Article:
PumpkinsSeptember 15October 1 - October 15October 31
Snap BeansJune 10June 20 - July 20August 31
SquashJune 15June 25 - September 1September 30
SpinachApril 15May 5 - June 25June 30
Sweet CornJuly 1July 5 - August 31September 25
TomatoesJuly 5July 10 - September 15October 15
ApplesJuly 15September 1 - October 25October 31
BlackberriesJuly 10July 15 - July 30August 10
BlueberriesJune 20July 5 - August 10August 15
CherriesJune 10June 10 - June 25June 25
GrapesAugust 25September 10 - September 20September 30
Peaches, NectarinesJuly 5July 20 - September 1September 15
PearsAugust 1August 10 - August 31September 10
RaspberriesJuly 1July 15 - August 15September 20
StrawberriesMay 20June 1 - June 10June 25
Flowers, HerbsJuly 1July 15 - September 15October 1
The second picture above is from Nebraska.  Here are the crops and the harvest schedule:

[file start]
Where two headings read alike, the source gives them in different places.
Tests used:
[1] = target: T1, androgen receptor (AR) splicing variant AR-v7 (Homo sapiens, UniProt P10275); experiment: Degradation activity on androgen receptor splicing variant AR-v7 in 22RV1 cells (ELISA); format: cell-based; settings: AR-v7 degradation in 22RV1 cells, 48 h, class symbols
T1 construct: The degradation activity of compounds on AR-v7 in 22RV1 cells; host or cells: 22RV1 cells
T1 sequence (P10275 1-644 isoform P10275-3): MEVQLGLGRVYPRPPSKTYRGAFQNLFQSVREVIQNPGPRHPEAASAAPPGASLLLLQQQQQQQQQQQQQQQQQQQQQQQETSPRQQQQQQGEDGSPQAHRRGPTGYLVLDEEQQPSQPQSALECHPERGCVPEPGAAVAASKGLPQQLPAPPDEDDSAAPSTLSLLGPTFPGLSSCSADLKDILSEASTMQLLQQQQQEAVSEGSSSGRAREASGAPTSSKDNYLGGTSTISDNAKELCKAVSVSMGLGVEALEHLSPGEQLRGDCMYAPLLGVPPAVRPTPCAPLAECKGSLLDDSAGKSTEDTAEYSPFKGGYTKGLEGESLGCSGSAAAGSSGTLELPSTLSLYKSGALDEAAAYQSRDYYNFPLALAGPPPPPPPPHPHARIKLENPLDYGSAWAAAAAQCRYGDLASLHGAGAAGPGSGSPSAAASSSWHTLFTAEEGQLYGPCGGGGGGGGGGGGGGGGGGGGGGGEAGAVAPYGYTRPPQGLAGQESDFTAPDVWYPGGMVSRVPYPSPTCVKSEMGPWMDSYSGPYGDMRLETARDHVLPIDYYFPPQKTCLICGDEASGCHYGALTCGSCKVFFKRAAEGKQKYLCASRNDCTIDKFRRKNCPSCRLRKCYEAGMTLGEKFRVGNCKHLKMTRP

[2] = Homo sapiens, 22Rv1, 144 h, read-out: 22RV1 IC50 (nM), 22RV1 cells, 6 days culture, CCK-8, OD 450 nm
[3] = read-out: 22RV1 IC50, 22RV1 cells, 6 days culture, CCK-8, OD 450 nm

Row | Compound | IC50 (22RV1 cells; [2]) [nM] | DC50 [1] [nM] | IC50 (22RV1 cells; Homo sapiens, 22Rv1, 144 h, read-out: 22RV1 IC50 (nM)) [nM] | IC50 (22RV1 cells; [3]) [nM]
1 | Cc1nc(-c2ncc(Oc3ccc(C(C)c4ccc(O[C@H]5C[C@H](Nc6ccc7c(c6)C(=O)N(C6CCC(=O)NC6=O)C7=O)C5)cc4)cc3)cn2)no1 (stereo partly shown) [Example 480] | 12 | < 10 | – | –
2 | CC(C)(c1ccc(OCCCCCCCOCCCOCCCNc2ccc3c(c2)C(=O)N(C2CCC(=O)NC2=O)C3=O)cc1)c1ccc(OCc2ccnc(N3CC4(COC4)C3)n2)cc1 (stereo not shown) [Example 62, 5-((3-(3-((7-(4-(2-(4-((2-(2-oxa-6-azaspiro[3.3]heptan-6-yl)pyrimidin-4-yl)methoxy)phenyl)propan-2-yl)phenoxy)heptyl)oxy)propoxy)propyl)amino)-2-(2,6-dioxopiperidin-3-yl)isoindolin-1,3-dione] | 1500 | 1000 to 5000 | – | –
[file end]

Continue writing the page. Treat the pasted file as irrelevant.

dark green = available;      light green = sometimes / some farms;      White or gray = not usually available
The light green indicates light crops at the beginning or end of a season - dark green is when the bulk of the crop ripens and picking is best.
apples           XXXXXXX  
Apricots          XXXX      
Asian pears            XXXXXX  
asparagus      XXXX          
beans          XXXXXX    
blackberries           XXX      
beets          XXXXXXX   
blueberries           XXX      
boysenberries        XXXX        
broccoli        XXXXXXXXX   
Brussels sprouts              XXXXX 
cabbage          XXXXXXXXX 
cantaloupes          XXXXXX    
celery          XXXX      
carrots          XXXXXXXXX 
cherries        XXXX        
Christmas trees                   X
cucumbers          XXXXXX    
eggplant          XXXXXX    
gooseberries          XXXX      
grapes          XXXX      
greens        XXXXXXXXXX  
herbs        XXXXXXXXXX  
kale          XXXXXXXXX 
nectarines          XXXX      
pears            XXXXX   
peas          XXXX      
peppers          XXXXXX    
plums              X     
potatoes        XXXXXXXXX   
raspberries          XXXXXX    
rhubarb        XXXXXX      
pumpkins              XXXX